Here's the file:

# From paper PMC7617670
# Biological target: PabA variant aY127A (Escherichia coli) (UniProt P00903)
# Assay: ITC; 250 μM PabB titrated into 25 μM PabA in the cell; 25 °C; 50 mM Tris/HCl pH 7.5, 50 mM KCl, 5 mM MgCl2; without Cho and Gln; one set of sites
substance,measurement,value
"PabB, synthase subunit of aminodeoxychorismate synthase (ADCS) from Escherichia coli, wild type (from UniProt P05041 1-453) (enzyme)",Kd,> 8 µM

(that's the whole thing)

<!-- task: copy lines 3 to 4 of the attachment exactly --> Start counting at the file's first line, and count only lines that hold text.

# Assay: ITC; 250 μM PabB titrated into 25 μM PabA in the cell; 25 °C; 50 mM Tris/HCl pH 7.5, 50 mM KCl, 5 mM MgCl2; without Cho and Gln; one set of sites
substance,measurement,value